A Tribute to the of






I had a rare opportunity recently when I got an e-mail inviting me to cast my vote for this year’s Eisner Hall of Fame nominees. There were some great names on there and I could choose only two, but one was as easy as the proverbial rolling off the log: Gaspar Saladino. How could I not vote for my very first interviewee [Sage #166] and one of the sweetest guys you could ever care to get to know? Oh, and he did some pretty great work, too, so he has inspired this edition’s selection.

Not long ago, the webmaster did me a big favor by sending a listing of the Showcase reviews I’d done to date and I noticed I’d not reviewed anything yet from issue #24 (January/February 1960 with an on-sale date of November 25, 1959). Green Lantern was up for his third and final Showcase appearance prior to getting his own magazine and the cover story, “The Creature That Couldn’t Die!” written by John Broome, looked like a viable candidate. [The book's first yarn pits GL against spies who have stolen plans for an experimental space plane.] Credits are a who’s who of DC’s Silver Age, including editing by Julie Schwartz, cover art by Gil Kane and Joe Giella with Ira Schnapp lettering and interiors by the same art team with the great Gaspar on letters. Let’s go take a look-see…

The story begins with Hal (Green Lantern) Jordan in his day job of test pilot for Ferris Aircraft Company, putting a new plane through its paces. He then gets a communique through his headphones from his boss and love interest, Carol Ferris. For those unfamiliar, it’s a classic love triangle with Hal trying constantly to win Carol’s attention, who only seems to have eyes for Green Lantern.

So, Carol is asking Hal to drive her to Pine City this afternoon. Jordan is thrilled and illustrates his enthusiasm by sky-writing a large “OK” in response. Later, when they’re barreling down the road in a convertible, Hal asks what’s on Carol’s mind. She proceeds to explain that their destination has to do with a potential merger, but she also wants to describe a dream she had in which they married, but she quickly explains that her intentions weren’t exactly honorable in this dream, stressing again that it was merely a dream, as she was trying to make Green Lantern jealous, expecting him to swoop in and sweep her off her feet, but he was a no show.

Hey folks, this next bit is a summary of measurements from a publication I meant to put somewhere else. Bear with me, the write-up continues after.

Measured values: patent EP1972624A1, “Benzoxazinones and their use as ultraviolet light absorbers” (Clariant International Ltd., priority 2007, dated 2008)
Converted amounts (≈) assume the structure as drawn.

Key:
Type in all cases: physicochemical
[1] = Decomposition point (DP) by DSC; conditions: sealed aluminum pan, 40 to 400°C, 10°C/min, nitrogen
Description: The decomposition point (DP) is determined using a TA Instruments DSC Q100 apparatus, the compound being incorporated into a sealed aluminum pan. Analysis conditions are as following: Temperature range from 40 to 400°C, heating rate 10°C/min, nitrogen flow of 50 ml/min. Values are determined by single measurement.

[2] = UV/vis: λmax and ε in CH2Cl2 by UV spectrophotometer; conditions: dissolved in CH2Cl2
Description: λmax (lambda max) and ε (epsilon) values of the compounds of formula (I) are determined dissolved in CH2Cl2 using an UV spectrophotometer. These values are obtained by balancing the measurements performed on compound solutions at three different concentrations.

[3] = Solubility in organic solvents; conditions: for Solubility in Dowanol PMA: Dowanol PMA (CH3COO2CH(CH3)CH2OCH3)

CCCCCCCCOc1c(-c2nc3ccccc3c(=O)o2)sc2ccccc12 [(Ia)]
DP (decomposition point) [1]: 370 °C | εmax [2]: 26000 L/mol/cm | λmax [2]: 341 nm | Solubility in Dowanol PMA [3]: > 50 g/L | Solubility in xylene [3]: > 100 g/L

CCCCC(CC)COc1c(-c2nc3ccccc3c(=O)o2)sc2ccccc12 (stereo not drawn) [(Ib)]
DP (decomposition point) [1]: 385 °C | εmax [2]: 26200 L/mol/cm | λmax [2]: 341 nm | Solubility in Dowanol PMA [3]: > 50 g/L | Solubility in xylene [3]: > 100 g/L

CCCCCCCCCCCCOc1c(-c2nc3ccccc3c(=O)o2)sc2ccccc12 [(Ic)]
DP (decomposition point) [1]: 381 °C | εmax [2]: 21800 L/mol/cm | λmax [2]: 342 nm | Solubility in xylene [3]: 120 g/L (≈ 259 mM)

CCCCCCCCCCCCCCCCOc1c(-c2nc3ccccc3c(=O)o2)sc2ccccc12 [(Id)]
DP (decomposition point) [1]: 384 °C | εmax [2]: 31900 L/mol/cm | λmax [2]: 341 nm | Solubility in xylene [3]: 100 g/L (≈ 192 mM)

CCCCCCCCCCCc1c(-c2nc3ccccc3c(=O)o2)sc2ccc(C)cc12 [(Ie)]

In the following fantastic sequence as the newlyweds are driving along the street, Carol spots a painter falling from some scaffolding. Hal promptly places a familiar ring on his finger and citing the lack of time, flies off in his groom’s tux and saves the man, revealing to Carol that she’s actually married the man of her dreams after all.

Once the recounting is over, Carol says that she realized she’d never seen Hal with Green Lantern and so, she asks if he is, in fact, the Emerald Gladiator. As he begins to discount her notion, they suddenly run out of road and begin to fall into a chasm. In a strange twist, Hal decides he doesn’t have the luxury of time and so he brings the power ring into play to create a green parachute to save them. Once they’ve made a soft landing, he discovers that his secret identity remains safe as Carol passed out the minute they plunged over the edge.

Jordan then turns to trying to discover why a section of road was missing and notes some massive footprints. This is a job for Green Lantern, so he makes a change into the familiar uniform and decides to let Carol continue her slumber.

As he takes flight, he soon encounters a pair of men in a jeep sporting white lab coats. They wave our hero down and introduce themselves as scientists from the Dulong Experimental Station from the top of the mountain where they’ve been studying cosmic rays and their effects. This morning one of their experiments bore fruit, but in an unintended way as the blob in the test tube soon grew to gigantic proportions that quickly allowed it to overrun the lab. One of the scientists even tried a pistol on it, to no avail, because after all, what self-respecting lab wouldn’t have firearms on hand?